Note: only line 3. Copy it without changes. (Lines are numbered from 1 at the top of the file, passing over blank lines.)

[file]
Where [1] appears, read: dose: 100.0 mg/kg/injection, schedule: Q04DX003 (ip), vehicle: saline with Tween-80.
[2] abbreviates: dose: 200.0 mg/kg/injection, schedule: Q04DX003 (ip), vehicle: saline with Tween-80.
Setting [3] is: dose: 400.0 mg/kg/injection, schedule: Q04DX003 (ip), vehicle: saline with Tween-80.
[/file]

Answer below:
Setting [3] is: dose: 400.0 mg/kg/injection, schedule: Q04DX003 (ip), vehicle: saline with Tween-80.